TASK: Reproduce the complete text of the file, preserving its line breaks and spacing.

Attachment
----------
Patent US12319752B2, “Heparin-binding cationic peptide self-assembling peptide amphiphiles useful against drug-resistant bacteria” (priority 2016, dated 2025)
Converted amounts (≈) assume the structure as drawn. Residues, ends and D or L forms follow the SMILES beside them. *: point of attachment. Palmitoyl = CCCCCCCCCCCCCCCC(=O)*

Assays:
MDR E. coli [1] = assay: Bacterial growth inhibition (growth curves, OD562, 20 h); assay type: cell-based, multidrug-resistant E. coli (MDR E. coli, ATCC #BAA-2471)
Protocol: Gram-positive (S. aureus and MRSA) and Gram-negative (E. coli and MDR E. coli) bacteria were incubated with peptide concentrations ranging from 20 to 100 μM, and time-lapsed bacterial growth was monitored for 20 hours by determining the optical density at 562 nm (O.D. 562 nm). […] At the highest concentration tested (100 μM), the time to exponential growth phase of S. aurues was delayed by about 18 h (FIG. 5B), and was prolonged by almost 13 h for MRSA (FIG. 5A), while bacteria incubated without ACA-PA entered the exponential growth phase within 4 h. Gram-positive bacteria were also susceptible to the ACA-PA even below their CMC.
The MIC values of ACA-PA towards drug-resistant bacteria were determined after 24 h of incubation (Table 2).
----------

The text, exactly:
Patent US12319752B2, “Heparin-binding cationic peptide self-assembling peptide amphiphiles useful against drug-resistant bacteria” (priority 2016, dated 2025)
Converted amounts (≈) assume the structure as drawn. Residues, ends and D or L forms follow the SMILES beside them. *: point of attachment. Palmitoyl = CCCCCCCCCCCCCCCC(=O)*

Assays:
MDR E. coli [1] = assay: Bacterial growth inhibition (growth curves, OD562, 20 h); assay type: cell-based, multidrug-resistant E. coli (MDR E. coli, ATCC #BAA-2471)
Protocol: Gram-positive (S. aureus and MRSA) and Gram-negative (E. coli and MDR E. coli) bacteria were incubated with peptide concentrations ranging from 20 to 100 μM, and time-lapsed bacterial growth was monitored for 20 hours by determining the optical density at 562 nm (O.D. 562 nm). […] At the highest concentration tested (100 μM), the time to exponential growth phase of S. aurues was delayed by about 18 h (FIG. 5B), and was prolonged by almost 13 h for MRSA (FIG. 5A), while bacteria incubated without ACA-PA entered the exponential growth phase within 4 h. Gram-positive bacteria were also susceptible to the ACA-PA even below their CMC.
The MIC values of ACA-PA towards drug-resistant bacteria were determined after 24 h of incubation (Table 2).